When news broke that rock-n-roll power couple Kim Gordon and Thurston Moore had split, I was one of many music fans who took the news way too personally. A revealing interview with Kim in this month’s Elle let the world know that Thurston had cheated on his wife and that the affair ultimately ended their marriage. The article was reblogged constantly on Tumblr and appeared about two dozen times in my Facebook feed, every time with the same refrain: “if they can’t make it work, who can?” (And it stuck with Elle‘s editors, too — so much so that they compiled a guide to breakups as a result.)
Just because I’ve listened to Sonic Youth, though, doesn’t mean that I know any more about Kim and Thurston than they’ve told me. For better or worse, they’ve been a unit in their music and in their lives for decades. Instead of being Kim and Thurston, they were Kimandthurston, a power couple to end all power couples. Pairing up with another successful and famous person is a good way to launch your own fame into the stratosphere, and Kimandthurston were like the more cool, more laid-back, less-stalked-by-paparazzi Brangelina of the music world. But being labeled a “power couple” puts an unrealistic expectation on a relationship.
Though I’ve never been in anything that could resemble a power couple, I do know what it’s like to be thought of as half a unit rather than a full person. My college boyfriend and I got together because we were in the same ‘group’ of friends, so we became LilitandDave within just a few months of dating. People who would have invited us both to the same party just sent one invite to both of us “because it was faster.” Friends called on Thursday nights to ask what “we” were doing for the weekend. In fact, Dave and I were the last two people to realize that we weren’t happy and were kind of wrong for each other, because everyone else thought of us as a single unit for so long that it almost became true. When Dave and I split up, our friends worried that it would affect them – would they have to choose between us, or pick sides? As a result, Dave and I stayed together longer than we should have to make it easier on everyone else, when we should have evaluated the relationship on its own terms.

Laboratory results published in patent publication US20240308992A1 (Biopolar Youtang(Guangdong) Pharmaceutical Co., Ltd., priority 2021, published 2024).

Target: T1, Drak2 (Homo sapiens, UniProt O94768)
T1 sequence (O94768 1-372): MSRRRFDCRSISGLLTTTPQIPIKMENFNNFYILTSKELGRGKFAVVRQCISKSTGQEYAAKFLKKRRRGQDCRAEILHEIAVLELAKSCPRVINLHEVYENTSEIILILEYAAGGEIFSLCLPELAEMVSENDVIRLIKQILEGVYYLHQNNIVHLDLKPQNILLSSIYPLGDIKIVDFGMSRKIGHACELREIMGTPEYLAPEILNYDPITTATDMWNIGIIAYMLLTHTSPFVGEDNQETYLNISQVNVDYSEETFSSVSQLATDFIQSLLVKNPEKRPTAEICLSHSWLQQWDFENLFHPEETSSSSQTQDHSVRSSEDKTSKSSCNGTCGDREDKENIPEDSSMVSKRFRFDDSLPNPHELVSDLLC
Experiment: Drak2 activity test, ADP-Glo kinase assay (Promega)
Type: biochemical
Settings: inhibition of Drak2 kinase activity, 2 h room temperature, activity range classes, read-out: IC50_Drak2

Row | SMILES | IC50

The same theory applies to Kim and Thurston. Just because they represent something to their fans doesn’t make it true, nor is it fair to ask them to stick together because it makes other people happy. I’m the kind of person who kind of felt like Susan Sarandon and Tim Robbins breaking up was almost like my own parents getting a divorce, but ultimately they’re people whose inner lives I don’t see or know. Yeah, it’s always a bummer when a longtime marriage breaks up, especially when there are kids involved. But it’s also sad when that breakup happens in public.
Maybe those Sonic Youth songs will never sound the same again. Maybe the band will never record another note. Here’s what I do know: these two people have plenty of power on their own, and they don’t get it from being with each other.